Lastly, collectable art, wine and stamps perform better during high-inflation periods. Real annual returns are positive for all three asset groups, with art at +7%, wine at +5%, and stamps at +9%. Such assets are, however, unlikely to be part of most investors’ portfolios.

## Trading Strategies During Inflation

The above represents returns from passive investments. But the authors also see how dynamic strategies perform, such as long-short stock factor portfolios and trend strategies. Here, they must account for implementation costs, estimated at 2% and 0.8% per annum for stock factor and future trend strategies respectively.

The authors compare the real returns from the following long-short equity strategies in Table 4. The strategies are: ‘Small Minus Big’ (SMB), based on market cap; ‘High Minus Low’ (HML), which uses the book-to-price ratio; ‘Robust Minus Weak’ (RMW), which orders stocks on EBT margin; ‘Conservative Minus Aggressive’ (CMA), based on the annual change in total assets; and Momentum, based on past 12-month return.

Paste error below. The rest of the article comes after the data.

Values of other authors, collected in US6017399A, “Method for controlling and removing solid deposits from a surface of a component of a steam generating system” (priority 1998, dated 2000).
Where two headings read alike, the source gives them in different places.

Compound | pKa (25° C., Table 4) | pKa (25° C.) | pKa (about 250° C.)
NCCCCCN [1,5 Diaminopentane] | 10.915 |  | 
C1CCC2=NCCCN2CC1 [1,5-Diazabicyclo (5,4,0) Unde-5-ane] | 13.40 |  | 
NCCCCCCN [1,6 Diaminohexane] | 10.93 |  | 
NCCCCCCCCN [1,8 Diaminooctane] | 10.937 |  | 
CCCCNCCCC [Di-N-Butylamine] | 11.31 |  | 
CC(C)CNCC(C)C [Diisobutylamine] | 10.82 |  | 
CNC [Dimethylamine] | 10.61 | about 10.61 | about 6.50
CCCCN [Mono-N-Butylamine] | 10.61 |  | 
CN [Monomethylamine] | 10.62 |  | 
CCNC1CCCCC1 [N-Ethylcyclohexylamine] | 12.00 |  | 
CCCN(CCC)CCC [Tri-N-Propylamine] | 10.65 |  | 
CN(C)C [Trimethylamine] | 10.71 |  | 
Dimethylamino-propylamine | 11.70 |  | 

There are two additional factors called ‘Quality Minus Junk’ (QMJ) and ‘Bet Against Beta’ (BAB). The former is a combination of profitability (captured through various profit and margin measures per unit of book value), growth (trailing five-year growth in profits), and safety (market beta, volatility of profits, financial leverage, and credit risk). In the last, beta in the BAB strategy uses the CAPM model.

The best stock trading strategy during high-inflation periods is a cross-sectional momentum strategy, which delivers +8% real returns and a 75% hit rate. Conversely, smaller companies perform poorly in inflationary regimes. In real terms, the premium for being long small size and short large size is -4% a year in inflationary periods, compared with +1% in normal times.